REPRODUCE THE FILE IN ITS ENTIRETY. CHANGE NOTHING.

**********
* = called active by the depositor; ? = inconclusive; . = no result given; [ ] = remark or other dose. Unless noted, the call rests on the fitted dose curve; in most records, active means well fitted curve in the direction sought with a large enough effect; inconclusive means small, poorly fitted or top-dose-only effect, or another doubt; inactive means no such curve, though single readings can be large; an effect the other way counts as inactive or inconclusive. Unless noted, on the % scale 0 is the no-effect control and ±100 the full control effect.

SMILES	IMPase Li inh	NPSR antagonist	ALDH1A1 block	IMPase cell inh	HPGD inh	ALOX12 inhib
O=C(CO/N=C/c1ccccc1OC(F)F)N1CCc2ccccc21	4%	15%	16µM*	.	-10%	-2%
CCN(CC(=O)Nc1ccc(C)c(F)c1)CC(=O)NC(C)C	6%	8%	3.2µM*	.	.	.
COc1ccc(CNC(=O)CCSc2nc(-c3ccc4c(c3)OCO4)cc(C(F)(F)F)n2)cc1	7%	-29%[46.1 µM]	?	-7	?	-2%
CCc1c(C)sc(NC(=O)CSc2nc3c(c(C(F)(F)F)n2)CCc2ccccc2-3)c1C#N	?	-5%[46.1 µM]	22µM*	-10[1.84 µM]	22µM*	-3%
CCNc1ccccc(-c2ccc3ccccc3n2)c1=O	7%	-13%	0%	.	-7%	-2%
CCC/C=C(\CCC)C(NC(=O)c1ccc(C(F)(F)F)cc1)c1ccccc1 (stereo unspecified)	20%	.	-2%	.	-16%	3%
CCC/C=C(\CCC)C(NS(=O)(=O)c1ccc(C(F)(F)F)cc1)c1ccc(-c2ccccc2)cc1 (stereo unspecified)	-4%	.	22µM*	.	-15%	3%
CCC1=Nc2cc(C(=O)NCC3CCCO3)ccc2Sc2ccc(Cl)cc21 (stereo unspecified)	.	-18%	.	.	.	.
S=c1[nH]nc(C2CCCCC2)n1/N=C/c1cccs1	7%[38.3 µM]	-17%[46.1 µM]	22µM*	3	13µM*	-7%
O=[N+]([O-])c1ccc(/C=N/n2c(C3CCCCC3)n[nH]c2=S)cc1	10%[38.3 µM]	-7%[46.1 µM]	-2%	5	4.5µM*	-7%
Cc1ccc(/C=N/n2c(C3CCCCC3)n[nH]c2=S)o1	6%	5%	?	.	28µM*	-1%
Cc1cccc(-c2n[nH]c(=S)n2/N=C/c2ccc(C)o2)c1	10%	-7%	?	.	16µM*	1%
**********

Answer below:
* = called active by the depositor; ? = inconclusive; . = no result given; [ ] = remark or other dose. Unless noted, the call rests on the fitted dose curve; in most records, active means well fitted curve in the direction sought with a large enough effect; inconclusive means small, poorly fitted or top-dose-only effect, or another doubt; inactive means no such curve, though single readings can be large; an effect the other way counts as inactive or inconclusive. Unless noted, on the % scale 0 is the no-effect control and ±100 the full control effect.

SMILES	IMPase Li inh	NPSR antagonist	ALDH1A1 block	IMPase cell inh	HPGD inh	ALOX12 inhib
O=C(CO/N=C/c1ccccc1OC(F)F)N1CCc2ccccc21	4%	15%	16µM*	.	-10%	-2%
CCN(CC(=O)Nc1ccc(C)c(F)c1)CC(=O)NC(C)C	6%	8%	3.2µM*	.	.	.
COc1ccc(CNC(=O)CCSc2nc(-c3ccc4c(c3)OCO4)cc(C(F)(F)F)n2)cc1	7%	-29%[46.1 µM]	?	-7	?	-2%
CCc1c(C)sc(NC(=O)CSc2nc3c(c(C(F)(F)F)n2)CCc2ccccc2-3)c1C#N	?	-5%[46.1 µM]	22µM*	-10[1.84 µM]	22µM*	-3%
CCNc1ccccc(-c2ccc3ccccc3n2)c1=O	7%	-13%	0%	.	-7%	-2%
CCC/C=C(\CCC)C(NC(=O)c1ccc(C(F)(F)F)cc1)c1ccccc1 (stereo unspecified)	20%	.	-2%	.	-16%	3%
CCC/C=C(\CCC)C(NS(=O)(=O)c1ccc(C(F)(F)F)cc1)c1ccc(-c2ccccc2)cc1 (stereo unspecified)	-4%	.	22µM*	.	-15%	3%
CCC1=Nc2cc(C(=O)NCC3CCCO3)ccc2Sc2ccc(Cl)cc21 (stereo unspecified)	.	-18%	.	.	.	.
S=c1[nH]nc(C2CCCCC2)n1/N=C/c1cccs1	7%[38.3 µM]	-17%[46.1 µM]	22µM*	3	13µM*	-7%
O=[N+]([O-])c1ccc(/C=N/n2c(C3CCCCC3)n[nH]c2=S)cc1	10%[38.3 µM]	-7%[46.1 µM]	-2%	5	4.5µM*	-7%
Cc1ccc(/C=N/n2c(C3CCCCC3)n[nH]c2=S)o1	6%	5%	?	.	28µM*	-1%
Cc1cccc(-c2n[nH]c(=S)n2/N=C/c2ccc(C)o2)c1	10%	-7%	?	.	16µM*	1%